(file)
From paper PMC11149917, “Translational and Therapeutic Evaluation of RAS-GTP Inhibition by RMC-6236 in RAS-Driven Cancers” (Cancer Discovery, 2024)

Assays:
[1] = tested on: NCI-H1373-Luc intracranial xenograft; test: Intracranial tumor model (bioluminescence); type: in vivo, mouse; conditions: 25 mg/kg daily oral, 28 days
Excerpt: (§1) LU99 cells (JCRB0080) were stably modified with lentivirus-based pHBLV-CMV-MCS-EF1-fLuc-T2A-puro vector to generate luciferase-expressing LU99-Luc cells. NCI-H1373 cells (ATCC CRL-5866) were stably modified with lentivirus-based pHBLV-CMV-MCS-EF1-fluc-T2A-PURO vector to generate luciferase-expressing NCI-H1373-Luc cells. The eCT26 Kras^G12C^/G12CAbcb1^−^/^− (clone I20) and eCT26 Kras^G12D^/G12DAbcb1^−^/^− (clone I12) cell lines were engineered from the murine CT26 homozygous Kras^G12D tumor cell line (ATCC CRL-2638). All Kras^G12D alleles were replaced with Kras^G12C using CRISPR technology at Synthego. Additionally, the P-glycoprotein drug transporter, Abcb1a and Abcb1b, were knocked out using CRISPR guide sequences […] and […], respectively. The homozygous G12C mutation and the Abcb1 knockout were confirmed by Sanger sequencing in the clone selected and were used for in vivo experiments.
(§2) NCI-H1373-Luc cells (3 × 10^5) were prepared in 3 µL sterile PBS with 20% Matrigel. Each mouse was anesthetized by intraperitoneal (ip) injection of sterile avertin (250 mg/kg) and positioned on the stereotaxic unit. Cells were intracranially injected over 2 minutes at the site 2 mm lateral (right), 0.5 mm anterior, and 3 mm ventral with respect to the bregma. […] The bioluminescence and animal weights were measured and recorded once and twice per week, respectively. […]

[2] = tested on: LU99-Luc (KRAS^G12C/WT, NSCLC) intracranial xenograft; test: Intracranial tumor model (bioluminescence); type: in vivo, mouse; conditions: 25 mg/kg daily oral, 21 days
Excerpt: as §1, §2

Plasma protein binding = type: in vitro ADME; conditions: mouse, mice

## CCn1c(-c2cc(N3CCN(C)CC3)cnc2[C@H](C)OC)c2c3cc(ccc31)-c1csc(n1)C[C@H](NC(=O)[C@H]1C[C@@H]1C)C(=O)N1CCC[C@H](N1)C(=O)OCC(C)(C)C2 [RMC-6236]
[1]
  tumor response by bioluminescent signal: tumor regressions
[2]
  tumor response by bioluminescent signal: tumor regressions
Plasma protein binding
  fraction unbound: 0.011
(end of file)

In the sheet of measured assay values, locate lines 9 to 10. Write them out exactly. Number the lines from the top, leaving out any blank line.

## CCn1c(-c2cc(N3CCN(C)CC3)cnc2[C@H](C)OC)c2c3cc(ccc31)-c1csc(n1)C[C@H](NC(=O)[C@H]1C[C@@H]1C)C(=O)N1CCC[C@H](N1)C(=O)OCC(C)(C)C2 [RMC-6236]
[1]